Effects of the SLICK1 mutation in PRLR on regulation of core body temperature and global gene expression in liver in cattle

Froylan Sosa, José E.P. Santos, D. Owen Rae, Colleen C. Larson, Marissa Macchietto, Juan E. Abrahante, Thiago F. Amaral, Anna C. Denicol, Tad S. Sonstegard, Peter J. Hansen

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5 Scopus citations


The SLICK1 mutation in bovine PRLR (c.1382del; rs517047387) is a deletion mutation resulting in a protein with a truncated intracellular domain. Cattle carrying at least one allele have a phenotype characterized by a short hair coat (slick phenotype) and increased resistance to heat stress. Given the pleiotropic nature of prolactin, the mutation may affect other physiological characteristics. The liver is one organ that could potentially be affected because of the expression of PRLR. The mutation is a dominant allele, and heterozygous animals have a similar hair coat to that of animals homozygous for the mutation. Present objectives were to determine whether inheritance of the SLICK1 mutation affects liver gene expression and if animals homozygous for the SLICK1 allele differ from heterozygotes in liver gene expression and regulation of body temperature during heat stress. In one experiment, rectal and ruminal temperatures were less for Holstein heifers that were heterozygous for the SLICK1 allele compared with wildtype heifers. There were 71 differentially expressed genes in liver, with 13 upregulated and 58 downregulated in SLICK1 heterozygotes. Among the ontologies characteristic of differentially expressed genes were those related to immune function and fatty acid and amino acid metabolism. In a prospective cohort study conducted with adult Senepol cattle, body temperature and hepatic gene expression were compared between animals heterozygous or homozygous for the SLICK1 mutation. There were no differences in ruminal temperatures between genotypes, rectal temperature was higher in animals homozygous for the SLICK1 mutation, and there was only one gene in liver that was differentially expressed. It was concluded that inheritance of the SLICK1 allele can exert functional changes beyond those related to hair growth although changes in liver gene expression were not extensive. Results are also consistent with the SLICK1 allele being dominant because there were few differences in phenotype between animals inheriting one or two copies of the allele.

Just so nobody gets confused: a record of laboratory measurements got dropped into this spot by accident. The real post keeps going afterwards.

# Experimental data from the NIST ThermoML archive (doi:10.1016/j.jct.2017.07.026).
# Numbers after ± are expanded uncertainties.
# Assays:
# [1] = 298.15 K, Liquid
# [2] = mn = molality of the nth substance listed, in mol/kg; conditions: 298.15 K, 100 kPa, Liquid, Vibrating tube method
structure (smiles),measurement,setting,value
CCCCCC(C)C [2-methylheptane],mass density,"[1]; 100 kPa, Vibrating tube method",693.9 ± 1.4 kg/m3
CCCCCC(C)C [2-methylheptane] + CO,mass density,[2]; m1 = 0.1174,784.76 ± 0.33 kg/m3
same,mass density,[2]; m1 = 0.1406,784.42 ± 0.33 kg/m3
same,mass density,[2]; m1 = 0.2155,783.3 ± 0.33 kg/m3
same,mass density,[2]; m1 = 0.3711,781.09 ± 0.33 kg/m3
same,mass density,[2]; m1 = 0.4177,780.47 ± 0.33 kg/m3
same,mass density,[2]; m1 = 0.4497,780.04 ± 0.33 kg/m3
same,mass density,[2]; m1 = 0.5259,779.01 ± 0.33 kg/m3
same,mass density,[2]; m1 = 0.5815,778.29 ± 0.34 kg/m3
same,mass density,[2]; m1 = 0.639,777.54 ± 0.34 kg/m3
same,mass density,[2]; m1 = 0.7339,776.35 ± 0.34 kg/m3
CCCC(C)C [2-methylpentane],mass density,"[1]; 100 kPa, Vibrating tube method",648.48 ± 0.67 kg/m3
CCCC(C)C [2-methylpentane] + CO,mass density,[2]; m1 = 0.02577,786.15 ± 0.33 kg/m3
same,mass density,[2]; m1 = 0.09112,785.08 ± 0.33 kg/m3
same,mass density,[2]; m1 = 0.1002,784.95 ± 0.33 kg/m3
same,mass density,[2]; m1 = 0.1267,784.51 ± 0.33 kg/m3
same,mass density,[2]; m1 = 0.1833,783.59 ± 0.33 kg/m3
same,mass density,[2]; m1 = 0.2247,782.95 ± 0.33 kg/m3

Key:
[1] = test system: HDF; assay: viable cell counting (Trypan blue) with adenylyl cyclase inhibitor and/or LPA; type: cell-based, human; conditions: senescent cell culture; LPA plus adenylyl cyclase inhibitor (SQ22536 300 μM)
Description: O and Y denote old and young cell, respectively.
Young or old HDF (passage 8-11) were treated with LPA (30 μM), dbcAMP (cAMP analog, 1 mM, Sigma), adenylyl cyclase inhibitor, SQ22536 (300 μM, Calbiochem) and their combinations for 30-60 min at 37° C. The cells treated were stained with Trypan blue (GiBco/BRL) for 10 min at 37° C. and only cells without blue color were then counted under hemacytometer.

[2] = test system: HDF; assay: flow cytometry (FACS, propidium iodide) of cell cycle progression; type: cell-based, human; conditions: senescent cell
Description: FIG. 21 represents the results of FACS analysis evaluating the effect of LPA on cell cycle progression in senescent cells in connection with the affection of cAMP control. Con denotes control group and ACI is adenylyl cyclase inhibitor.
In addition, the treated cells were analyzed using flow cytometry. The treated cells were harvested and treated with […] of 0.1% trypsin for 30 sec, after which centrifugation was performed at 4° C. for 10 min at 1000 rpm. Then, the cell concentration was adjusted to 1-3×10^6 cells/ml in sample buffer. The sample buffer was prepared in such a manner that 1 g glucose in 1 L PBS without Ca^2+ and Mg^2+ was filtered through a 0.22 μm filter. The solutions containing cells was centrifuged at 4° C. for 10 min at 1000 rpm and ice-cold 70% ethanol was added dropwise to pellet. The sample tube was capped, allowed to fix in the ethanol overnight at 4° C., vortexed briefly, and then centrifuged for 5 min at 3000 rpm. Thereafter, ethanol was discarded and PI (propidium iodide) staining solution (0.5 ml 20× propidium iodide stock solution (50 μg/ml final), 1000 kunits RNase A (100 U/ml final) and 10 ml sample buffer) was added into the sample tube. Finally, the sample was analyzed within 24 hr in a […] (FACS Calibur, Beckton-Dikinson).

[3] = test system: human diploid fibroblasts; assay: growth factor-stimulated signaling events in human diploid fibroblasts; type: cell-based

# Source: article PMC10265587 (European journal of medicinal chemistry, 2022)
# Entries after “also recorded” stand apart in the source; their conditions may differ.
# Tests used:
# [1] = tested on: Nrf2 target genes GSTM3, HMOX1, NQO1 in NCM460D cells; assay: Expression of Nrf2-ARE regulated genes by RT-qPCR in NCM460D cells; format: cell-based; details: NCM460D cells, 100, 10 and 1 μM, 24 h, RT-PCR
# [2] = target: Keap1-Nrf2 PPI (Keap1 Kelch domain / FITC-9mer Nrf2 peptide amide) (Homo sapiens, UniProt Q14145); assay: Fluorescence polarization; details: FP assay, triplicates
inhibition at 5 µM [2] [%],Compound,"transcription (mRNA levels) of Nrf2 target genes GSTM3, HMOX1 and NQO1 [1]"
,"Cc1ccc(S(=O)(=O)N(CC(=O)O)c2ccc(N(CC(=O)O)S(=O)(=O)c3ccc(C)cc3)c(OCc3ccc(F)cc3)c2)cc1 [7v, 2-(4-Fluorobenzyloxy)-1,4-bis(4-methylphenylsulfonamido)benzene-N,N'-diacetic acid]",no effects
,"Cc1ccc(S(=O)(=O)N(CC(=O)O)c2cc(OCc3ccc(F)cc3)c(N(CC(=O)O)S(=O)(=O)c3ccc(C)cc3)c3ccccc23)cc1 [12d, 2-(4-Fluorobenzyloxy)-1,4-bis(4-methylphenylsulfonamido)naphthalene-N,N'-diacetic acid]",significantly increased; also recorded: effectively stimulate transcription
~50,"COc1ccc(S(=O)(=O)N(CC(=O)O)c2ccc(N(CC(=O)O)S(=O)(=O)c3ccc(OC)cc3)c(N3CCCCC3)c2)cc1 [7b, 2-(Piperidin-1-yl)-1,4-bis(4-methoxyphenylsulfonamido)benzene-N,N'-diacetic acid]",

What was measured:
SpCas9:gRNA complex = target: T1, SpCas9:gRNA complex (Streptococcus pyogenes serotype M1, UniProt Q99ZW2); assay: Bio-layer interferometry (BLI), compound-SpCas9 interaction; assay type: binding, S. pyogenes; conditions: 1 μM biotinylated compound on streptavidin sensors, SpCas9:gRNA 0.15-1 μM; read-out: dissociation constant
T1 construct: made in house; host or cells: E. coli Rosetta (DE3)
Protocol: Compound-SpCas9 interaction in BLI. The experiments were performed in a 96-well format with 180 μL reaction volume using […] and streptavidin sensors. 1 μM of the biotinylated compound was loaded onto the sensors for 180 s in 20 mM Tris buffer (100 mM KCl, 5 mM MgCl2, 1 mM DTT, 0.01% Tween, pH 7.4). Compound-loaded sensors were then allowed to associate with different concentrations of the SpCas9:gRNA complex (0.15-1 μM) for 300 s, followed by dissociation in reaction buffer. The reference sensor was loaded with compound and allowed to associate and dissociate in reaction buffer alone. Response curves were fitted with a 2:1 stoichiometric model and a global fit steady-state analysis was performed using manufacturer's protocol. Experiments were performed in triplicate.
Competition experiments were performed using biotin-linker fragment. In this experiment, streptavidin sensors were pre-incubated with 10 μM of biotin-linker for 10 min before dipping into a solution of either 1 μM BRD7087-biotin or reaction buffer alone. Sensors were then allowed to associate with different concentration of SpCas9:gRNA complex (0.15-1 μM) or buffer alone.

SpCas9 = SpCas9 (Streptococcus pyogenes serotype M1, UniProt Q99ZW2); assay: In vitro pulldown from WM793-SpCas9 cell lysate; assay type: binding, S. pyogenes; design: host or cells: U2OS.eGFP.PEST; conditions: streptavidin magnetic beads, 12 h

Original languageEnglish (US)
Article number100523
Issue number5
StatePublished - May 2022

Bibliographical note

Funding Information:
Research was funded by the Foundation for Food and Agriculture Research (grant number CA19-SS-0000000119), Holstein Association USA, Inc., Acceligen, Semex, and L.E. “Red” Larson Endowment.

Publisher Copyright:
© 2022 The Authors


  • Bovine
  • Prolactin
  • Prolactin receptor
  • Thermoregulation
  • Thermotolerance


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